MFN stands for Most Favoured Nations. Most Favoured Nations, in the context of music, has nothing to do with the Olympics, Canada Day or international travel.
Within the music ecosystem, it means equality, essentially receiving the same treatment as others. Here are some examples of scenarios where MFN is helpful.
Let’s say your band is being hired for a gig along with other bands, and they offer you $250 for the performance. If you want to be paid the same amount as the other performers, you can ask for your payment to be on a “Most Favoured Nations” basis. If the venue or promoter agrees that you will be paid $250 on a MFN basis, it means that if they pay another performer $300, they must also pay you $300 (instead of $250).
What if you are one of the opening acts, and the headliner will be paid significantly more than $250? In this case, you can ask that your payment be $250 on a “Most Favoured Nations Basis” with the other opening acts. The outcome being: if the headliner gets $1,000 and the other opening acts get $250, then you will be paid $250. However, if the headliner gets $1,000, and one of the other opening acts get $300, then you should also be paid $300.
If you’re a side player for a band, and the band leader pays you (along with other side players) to play gigs. In order to ensure that other players aren’t paid more than you, it is possible to ask to be paid on an MFN basis with the other side players. Therefore, if the bass player is paid $200, you (the drummer) should be paid $200 on an MFN basis.
If you have the opportunity for your song to be placed in a film or television series, you should be told how much is available to pay you for the right to use the master and composition. Ensure that you’re paid the same as the rights holders of the other songs in the film or series by requesting that your fees be MFN. An example of this would be if you are paid $1,000 for the master use rights to use the master recording and synchronization license to use your composition, and another musician is paid $1,100 for the right to use their master and composition, then you are contractually entitled to receive the extra $100 for the use.
What happens if your music is being requested for a TV show, but the show has a very popular musician’s song as the theme song? It might be reasonable that the theme song not be within the scope of the music that would increase the price you’re paid.
If you own the master rights in a recording of a song written by someone else, and if you’re offered $400 to have your master be used in a film, you can ask that your fee be $400 on an MFN basis with the synchronization license paid for the rights to use the composition. This request is also relevant if you own the master rights in a recording of a song you wrote, but the publishing rights are controlled by your publisher. In that case, if your publisher can get $750 for the rights to use the composition, and if you agreed to provide the rights to use your master for $400 on an MFN basis with the synchronization license, then you would be paid $750 instead of $400 for the master use rights.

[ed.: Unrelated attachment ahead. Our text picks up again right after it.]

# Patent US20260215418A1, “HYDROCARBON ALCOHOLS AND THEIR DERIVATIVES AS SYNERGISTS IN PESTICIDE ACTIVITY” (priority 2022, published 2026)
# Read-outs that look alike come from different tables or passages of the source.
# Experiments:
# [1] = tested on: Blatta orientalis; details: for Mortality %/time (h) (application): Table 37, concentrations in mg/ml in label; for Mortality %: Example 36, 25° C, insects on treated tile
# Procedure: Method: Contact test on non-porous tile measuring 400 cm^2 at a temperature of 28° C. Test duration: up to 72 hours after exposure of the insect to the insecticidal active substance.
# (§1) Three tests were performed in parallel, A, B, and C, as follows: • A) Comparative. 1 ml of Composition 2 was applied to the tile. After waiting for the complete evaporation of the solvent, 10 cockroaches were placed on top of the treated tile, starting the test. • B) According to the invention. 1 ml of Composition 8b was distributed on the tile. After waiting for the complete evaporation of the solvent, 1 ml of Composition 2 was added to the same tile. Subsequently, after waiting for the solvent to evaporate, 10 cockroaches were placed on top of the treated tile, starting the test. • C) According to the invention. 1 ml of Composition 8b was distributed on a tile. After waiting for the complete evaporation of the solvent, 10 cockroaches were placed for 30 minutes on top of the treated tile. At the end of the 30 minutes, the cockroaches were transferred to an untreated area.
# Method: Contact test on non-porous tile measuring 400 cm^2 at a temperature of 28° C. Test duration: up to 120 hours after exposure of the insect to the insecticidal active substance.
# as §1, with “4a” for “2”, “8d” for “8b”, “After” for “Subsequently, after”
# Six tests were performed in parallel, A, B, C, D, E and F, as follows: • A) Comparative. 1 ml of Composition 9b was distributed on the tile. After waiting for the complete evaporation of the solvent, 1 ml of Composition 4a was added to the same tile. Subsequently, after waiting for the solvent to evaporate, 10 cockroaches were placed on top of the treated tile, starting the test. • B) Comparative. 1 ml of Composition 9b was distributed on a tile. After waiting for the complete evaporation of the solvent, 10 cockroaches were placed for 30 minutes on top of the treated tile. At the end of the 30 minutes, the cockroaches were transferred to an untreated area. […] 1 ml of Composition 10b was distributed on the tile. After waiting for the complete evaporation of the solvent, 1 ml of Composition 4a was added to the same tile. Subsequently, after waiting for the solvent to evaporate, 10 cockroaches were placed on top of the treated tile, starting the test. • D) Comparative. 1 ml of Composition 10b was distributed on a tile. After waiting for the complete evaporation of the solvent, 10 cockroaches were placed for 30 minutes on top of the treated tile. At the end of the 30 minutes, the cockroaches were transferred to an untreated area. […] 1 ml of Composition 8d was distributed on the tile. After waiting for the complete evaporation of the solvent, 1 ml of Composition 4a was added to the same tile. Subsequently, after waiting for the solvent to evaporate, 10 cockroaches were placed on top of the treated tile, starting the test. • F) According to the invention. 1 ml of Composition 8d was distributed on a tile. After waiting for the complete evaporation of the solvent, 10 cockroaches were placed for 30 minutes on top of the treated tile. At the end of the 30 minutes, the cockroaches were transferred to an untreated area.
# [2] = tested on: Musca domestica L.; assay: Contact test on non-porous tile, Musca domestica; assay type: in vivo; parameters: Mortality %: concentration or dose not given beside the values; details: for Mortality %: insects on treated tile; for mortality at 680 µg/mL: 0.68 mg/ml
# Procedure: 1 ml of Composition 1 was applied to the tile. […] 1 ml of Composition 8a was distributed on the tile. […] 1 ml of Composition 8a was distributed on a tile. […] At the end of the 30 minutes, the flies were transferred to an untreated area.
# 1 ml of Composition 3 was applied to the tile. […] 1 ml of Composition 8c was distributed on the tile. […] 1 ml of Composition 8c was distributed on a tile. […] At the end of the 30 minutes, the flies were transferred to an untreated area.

If you’re starting to work with a manager, and she requests that you pay 20% commission, but you think other artists pay her 15%, you could request that the commission percentage that you pay is on an MFN basis with her other artists. As such, if other artists pay 15% in commission, then you would contractually be required to pay a 15% commission instead of a 20% commission.
If you’re producing one song for an artist who has an EP of 6 songs, and are offered $500 to produce that song, in order to ensure that you’re being paid the same as the producers on that EP, you can ask to be paid $500 on a MFN basis (with the other producers on the album on a per song basis). If someone else gets $750, then you would contractually be entitled to that amount as well.
Just because someone is contractually required to pay you on a “Most Favoured Nations Basis”, doesn’t mean that they will tell you they paid someone else more than you, and that they are in turn contractually required to pay you more. One way to find out if you should be paid more than you were initially promised or paid, is to ask others what they were promised or paid. Back to the example of being paid $250 for a gig on a “Most Favoured Nations Basis” with the other opening acts, ask the other openers what they’re being paid. If someone else is being paid $300, you should be paid $300 instead of $250. If another opener is being paid $175 on an MFN basis, they should be paid $250 because you’re being paid $250.
Getting MFN is more commonly used in music publishing situations. This being said, if you want MFN you can still ask for it. If you don’t get it, decide whether the offer is worth it. If someone denies providing MFN, it may be that they have something to hide. They may hide the manner in which they compensate others (as compared to yourself) or they may not want other deals to impact your fees.
The other way to get better fees is to ensure you’re in high demand!
Edwards PC, Creative Law is a boutique law firm provides legal services to Music, Film, Animation, TV, Digital Media, Game, and Publishing industry clients. For more info and blogs, please visit www.edwardslaw.ca
Regarding music law, Byron Pascoe works with musicians, producers, managers, and music companies to assist with record label agreements, publishing contracts, distribution deals, producer agreements, etc.
© 2020 Edwards PC, Creative Law
* This article is for general informational purposes only and is not to be construed as legal advice. Please contact Edwards PC, Creative Law or another lawyer, if you wish to apply these concepts to your specific circumstances.